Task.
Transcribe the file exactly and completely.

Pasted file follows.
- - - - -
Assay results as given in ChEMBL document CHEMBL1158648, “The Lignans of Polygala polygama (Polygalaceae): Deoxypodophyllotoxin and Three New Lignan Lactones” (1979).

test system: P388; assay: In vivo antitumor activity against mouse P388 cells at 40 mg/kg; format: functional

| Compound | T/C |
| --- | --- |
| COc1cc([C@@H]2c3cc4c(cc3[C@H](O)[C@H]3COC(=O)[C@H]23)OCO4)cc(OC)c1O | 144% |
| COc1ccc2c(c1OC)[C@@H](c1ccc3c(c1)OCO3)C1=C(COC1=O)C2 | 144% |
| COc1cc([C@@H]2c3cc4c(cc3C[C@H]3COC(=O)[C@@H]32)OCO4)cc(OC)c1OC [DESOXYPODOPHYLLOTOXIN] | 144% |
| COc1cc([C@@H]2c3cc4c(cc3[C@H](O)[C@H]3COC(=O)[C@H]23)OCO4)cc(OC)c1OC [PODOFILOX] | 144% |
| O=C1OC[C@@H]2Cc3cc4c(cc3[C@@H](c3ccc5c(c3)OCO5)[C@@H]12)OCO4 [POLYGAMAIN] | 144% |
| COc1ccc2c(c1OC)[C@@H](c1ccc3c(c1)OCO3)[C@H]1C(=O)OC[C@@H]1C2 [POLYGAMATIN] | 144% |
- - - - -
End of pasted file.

Assay results as given in ChEMBL document CHEMBL1158648, “The Lignans of Polygala polygama (Polygalaceae): Deoxypodophyllotoxin and Three New Lignan Lactones” (1979).

test system: P388; assay: In vivo antitumor activity against mouse P388 cells at 40 mg/kg; format: functional

| Compound | T/C |
| --- | --- |
| COc1cc([C@@H]2c3cc4c(cc3[C@H](O)[C@H]3COC(=O)[C@H]23)OCO4)cc(OC)c1O | 144% |
| COc1ccc2c(c1OC)[C@@H](c1ccc3c(c1)OCO3)C1=C(COC1=O)C2 | 144% |
| COc1cc([C@@H]2c3cc4c(cc3C[C@H]3COC(=O)[C@@H]32)OCO4)cc(OC)c1OC [DESOXYPODOPHYLLOTOXIN] | 144% |
| COc1cc([C@@H]2c3cc4c(cc3[C@H](O)[C@H]3COC(=O)[C@H]23)OCO4)cc(OC)c1OC [PODOFILOX] | 144% |
| O=C1OC[C@@H]2Cc3cc4c(cc3[C@@H](c3ccc5c(c3)OCO5)[C@@H]12)OCO4 [POLYGAMAIN] | 144% |
| COc1ccc2c(c1OC)[C@@H](c1ccc3c(c1)OCO3)[C@H]1C(=O)OC[C@@H]1C2 [POLYGAMATIN] | 144% |